11 comments:

Oli said...

Wasn't the original purpose of the stock exchange meant to be an easier way to enable investment in companies?

If a venture capitalist or other kind of investor is asked to invest in a privately held company (rather than a publicly traded company) it would be very odd for them to buy and then sell shares in that company within a single day.

Indeed, I would find it odd for them to invest for a period shorter than about a quarter.

So, although it's great that stock markets allow people to invest much more easily in a wide range of companies for much smaller values, I see no reason why some kind of scheme encouraging a minimum preferred holding time couldn't work.

Or, in other words, your saying that 'they' find it hard to define speculation. Why isn't it simply that there is 'bad' short term speculation and 'good' long term speculation=investment?

phil jones said...

Wish I could find a good, easy and reliable reference to the idea that share-prices are actually a random walk.

Here's a start.

http://knol.google.com/k/sam-vaknin/technical-and-fundamental-analysis-of/2ji9lwjy5dg4e/25#

Oli said...

But are you (or 'they') arguing from theory that stock prices will always end up being a random walk, or that in practise when people do analysis of actual stock market prices then they find them to be statistically equivalent to a random walk?

IMHO I'd be surprised if it's the former, but the latter would suggest to me that the short-termist speculation (drive by roughly random human sentiment) is completely masking any underlying signal from the value of the company.

This to me would be proof that stock markets are not working in a healthy way at all.

You also suggested that the rise in value of a share of a company is equivalent to a form of inflation, but this again suggests to me that there's something deeply wrong with the way that our stock markets are working.

Imagine I buy for £10,000 a 25% stake in a company that makes enough profit each year to distribute £4,000 in dividends to its shareholders. I therefore will get £1,000 a year in return for my £10,000 investment - which is a 10% return, hence (currntly) better than putting this money just in a bank.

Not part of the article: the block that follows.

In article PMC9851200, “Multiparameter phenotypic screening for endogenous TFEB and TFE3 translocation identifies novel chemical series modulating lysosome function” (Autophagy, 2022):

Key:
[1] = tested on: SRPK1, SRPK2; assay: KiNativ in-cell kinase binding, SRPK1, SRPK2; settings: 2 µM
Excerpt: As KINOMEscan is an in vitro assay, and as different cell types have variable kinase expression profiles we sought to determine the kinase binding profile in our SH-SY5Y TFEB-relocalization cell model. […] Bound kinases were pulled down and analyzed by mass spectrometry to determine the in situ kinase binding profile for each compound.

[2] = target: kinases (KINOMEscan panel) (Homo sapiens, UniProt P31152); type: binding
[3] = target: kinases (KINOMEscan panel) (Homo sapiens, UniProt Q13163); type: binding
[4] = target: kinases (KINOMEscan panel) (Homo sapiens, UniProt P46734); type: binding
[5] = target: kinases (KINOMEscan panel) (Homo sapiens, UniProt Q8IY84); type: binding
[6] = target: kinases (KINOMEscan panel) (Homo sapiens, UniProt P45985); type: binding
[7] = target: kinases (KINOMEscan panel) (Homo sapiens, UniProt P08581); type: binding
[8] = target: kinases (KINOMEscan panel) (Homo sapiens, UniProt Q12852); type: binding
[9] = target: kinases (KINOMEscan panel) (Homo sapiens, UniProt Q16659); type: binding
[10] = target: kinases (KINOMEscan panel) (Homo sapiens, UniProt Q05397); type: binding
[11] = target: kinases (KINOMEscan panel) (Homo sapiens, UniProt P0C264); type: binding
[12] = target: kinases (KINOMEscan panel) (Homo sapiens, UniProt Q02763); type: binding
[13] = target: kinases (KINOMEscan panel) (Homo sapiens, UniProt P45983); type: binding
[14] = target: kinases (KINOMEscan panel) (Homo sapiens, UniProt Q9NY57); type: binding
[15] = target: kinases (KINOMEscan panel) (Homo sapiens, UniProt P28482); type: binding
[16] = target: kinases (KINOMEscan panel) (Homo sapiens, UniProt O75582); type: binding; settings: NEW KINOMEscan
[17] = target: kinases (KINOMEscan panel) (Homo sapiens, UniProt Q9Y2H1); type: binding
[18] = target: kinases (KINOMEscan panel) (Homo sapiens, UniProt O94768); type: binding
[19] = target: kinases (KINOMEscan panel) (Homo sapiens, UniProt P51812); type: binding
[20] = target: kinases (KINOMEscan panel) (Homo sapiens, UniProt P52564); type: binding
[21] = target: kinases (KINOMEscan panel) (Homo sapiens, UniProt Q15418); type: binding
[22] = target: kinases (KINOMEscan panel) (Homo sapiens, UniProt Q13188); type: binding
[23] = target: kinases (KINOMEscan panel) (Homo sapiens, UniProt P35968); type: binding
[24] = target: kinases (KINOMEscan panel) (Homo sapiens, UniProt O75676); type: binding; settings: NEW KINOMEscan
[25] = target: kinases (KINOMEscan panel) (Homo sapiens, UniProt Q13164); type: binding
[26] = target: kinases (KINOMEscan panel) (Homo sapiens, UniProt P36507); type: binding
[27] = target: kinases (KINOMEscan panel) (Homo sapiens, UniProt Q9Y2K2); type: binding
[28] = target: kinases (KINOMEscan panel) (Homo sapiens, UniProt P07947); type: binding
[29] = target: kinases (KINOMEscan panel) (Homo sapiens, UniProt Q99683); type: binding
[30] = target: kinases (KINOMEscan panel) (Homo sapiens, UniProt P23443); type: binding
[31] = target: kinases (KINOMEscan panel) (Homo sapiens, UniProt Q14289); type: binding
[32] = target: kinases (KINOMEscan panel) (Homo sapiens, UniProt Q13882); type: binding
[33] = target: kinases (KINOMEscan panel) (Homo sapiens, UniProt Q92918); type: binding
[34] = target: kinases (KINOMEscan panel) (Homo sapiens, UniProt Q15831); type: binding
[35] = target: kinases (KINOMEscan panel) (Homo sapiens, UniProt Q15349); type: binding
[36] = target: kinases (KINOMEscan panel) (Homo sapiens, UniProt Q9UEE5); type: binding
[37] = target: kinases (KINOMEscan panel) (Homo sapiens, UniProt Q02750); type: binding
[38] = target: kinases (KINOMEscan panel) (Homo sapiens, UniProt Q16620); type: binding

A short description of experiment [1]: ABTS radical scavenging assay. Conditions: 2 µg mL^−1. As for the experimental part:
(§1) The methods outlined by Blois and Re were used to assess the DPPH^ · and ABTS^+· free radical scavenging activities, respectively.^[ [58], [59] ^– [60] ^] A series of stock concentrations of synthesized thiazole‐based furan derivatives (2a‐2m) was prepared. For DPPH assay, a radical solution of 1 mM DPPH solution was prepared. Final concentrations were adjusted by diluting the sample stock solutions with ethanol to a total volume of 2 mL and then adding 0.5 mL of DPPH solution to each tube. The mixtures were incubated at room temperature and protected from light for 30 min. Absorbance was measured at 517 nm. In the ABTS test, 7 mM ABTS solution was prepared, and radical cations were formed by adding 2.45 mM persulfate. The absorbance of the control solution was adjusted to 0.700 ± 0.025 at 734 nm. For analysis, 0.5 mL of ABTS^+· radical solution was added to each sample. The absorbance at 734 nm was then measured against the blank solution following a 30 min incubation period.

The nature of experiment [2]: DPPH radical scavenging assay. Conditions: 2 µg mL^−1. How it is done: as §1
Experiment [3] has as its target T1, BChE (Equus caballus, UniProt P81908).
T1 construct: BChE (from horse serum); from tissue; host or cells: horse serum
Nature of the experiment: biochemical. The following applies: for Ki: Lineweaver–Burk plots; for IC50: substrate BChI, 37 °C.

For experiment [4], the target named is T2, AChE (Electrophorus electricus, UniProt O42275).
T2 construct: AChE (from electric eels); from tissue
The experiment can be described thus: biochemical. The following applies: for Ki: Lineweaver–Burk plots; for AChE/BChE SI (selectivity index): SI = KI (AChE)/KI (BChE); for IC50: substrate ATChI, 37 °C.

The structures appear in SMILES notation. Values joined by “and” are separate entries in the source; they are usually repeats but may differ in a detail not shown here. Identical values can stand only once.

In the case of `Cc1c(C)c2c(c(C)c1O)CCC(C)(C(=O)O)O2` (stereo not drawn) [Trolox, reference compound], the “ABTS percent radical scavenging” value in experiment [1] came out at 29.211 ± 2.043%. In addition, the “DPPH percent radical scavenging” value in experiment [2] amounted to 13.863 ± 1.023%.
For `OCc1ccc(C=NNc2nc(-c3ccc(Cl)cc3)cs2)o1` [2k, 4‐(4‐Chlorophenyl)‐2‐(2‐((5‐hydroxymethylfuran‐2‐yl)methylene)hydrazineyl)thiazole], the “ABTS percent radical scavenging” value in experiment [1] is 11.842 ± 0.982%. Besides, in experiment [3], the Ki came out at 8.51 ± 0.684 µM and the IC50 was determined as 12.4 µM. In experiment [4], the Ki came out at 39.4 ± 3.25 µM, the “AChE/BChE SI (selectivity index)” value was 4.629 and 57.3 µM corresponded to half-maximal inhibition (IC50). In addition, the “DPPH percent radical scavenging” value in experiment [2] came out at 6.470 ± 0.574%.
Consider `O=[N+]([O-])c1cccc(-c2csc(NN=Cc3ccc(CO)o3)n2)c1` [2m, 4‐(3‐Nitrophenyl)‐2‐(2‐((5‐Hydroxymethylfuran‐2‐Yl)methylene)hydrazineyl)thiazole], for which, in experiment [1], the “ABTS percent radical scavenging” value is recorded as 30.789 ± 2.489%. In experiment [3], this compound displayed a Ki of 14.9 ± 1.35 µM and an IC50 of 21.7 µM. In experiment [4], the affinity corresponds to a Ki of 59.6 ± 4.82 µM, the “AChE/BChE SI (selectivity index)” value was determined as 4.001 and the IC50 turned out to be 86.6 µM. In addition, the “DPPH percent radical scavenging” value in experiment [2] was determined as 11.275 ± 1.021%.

Imagine that 2 years later the company has now grown (or become more profitable in some other way) and is now able to distribute £8,000 dividends from profit per year. Hence I am now getting £2,000 per year which is now a 20% yield on my initial invested capital.

If I were to now sell my shares I think it would be reasonable to hope to find a buyer willing to pay £20,000 for these shares so that the new buyer will get back a 10% return on THEIR initial investment.

So, overall I've had a better return on my money than leaving it in a bank and I've also managed £10,000 capital gain because the share price went up.

Although some of the increase in the value of the profits and share price might be accounted for by inflation, certainly not all of it.

I can't see why the stock market doesn't follow the same logic when talking about share prices over years. Companies that grow above the rate of inflation should also see their share price grow above the rate of inflation - and this should be a clear signal in their share price.

Hence there really should be clear signals (at least over the medium term) in share prices.

phil jones said...

1) Re: drunkard's walk. I believe that some people have claimed to have found the randomness from analysing the data, rather than simply deducing from first principles.

But I also believe it's a contested claim. I'm not sure what the state of the art research says. Trying to find something.

[quote]but the latter would suggest to me that the short-termist speculation (drive by roughly random human sentiment) is completely masking any underlying signal from the value of the company.[/quote]

That's definitely the corollary. Personally, I find it very plausible. That's really the claim I'm making here (and some time ago on ThoughtStorms

[quote]This to me would be proof that stock markets are not working in a healthy way at all.[/quote]

Yes.

2) I think my point about share-prices and inflation is this. If your company goes up, but that gets balanced by a corresponding fall in other profits and other shares so that the average share-price or aggregate stays the same, then there may not be inflation.

But if the averages and aggregates are all going up ... then clearly that extra money is coming from somewhere. Either the government is "printing it" or it's being siphoned off from somewhere else in the economy.

Actually, I don't know if this is the case (ie. that the average is going up), or if it is, which of these is the cause (I suspect a bit of both), but that is really the only way it can be.